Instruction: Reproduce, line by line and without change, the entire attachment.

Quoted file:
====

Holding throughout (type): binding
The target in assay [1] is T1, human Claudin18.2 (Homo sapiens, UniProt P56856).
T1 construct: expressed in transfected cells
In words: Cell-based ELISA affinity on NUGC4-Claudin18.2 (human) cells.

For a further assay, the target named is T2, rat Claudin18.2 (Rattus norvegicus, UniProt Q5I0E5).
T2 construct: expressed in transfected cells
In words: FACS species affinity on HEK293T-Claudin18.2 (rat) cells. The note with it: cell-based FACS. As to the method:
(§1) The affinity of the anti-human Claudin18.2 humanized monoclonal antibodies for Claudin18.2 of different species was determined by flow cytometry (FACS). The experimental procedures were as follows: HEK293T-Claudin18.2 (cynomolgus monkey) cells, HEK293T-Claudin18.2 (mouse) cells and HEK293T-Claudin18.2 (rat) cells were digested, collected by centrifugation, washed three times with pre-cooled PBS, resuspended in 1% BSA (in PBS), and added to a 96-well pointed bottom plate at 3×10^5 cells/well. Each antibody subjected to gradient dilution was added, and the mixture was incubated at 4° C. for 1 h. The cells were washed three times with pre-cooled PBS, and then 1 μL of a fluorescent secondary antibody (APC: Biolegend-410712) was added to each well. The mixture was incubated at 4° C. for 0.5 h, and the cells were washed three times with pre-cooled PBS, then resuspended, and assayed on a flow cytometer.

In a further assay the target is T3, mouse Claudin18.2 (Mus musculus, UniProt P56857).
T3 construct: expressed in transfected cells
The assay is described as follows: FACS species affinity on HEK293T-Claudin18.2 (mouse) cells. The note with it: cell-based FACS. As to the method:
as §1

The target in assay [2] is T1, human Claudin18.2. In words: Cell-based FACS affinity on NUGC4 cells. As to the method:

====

Holding throughout (type): binding
The target in assay [1] is T1, human Claudin18.2 (Homo sapiens, UniProt P56856).
T1 construct: expressed in transfected cells
In words: Cell-based ELISA affinity on NUGC4-Claudin18.2 (human) cells.

For a further assay, the target named is T2, rat Claudin18.2 (Rattus norvegicus, UniProt Q5I0E5).
T2 construct: expressed in transfected cells
In words: FACS species affinity on HEK293T-Claudin18.2 (rat) cells. The note with it: cell-based FACS. As to the method:
(§1) The affinity of the anti-human Claudin18.2 humanized monoclonal antibodies for Claudin18.2 of different species was determined by flow cytometry (FACS). The experimental procedures were as follows: HEK293T-Claudin18.2 (cynomolgus monkey) cells, HEK293T-Claudin18.2 (mouse) cells and HEK293T-Claudin18.2 (rat) cells were digested, collected by centrifugation, washed three times with pre-cooled PBS, resuspended in 1% BSA (in PBS), and added to a 96-well pointed bottom plate at 3×10^5 cells/well. Each antibody subjected to gradient dilution was added, and the mixture was incubated at 4° C. for 1 h. The cells were washed three times with pre-cooled PBS, and then 1 μL of a fluorescent secondary antibody (APC: Biolegend-410712) was added to each well. The mixture was incubated at 4° C. for 0.5 h, and the cells were washed three times with pre-cooled PBS, then resuspended, and assayed on a flow cytometer.

In a further assay the target is T3, mouse Claudin18.2 (Mus musculus, UniProt P56857).
T3 construct: expressed in transfected cells
The assay is described as follows: FACS species affinity on HEK293T-Claudin18.2 (mouse) cells. The note with it: cell-based FACS. As to the method:
as §1

The target in assay [2] is T1, human Claudin18.2. In words: Cell-based FACS affinity on NUGC4 cells. As to the method: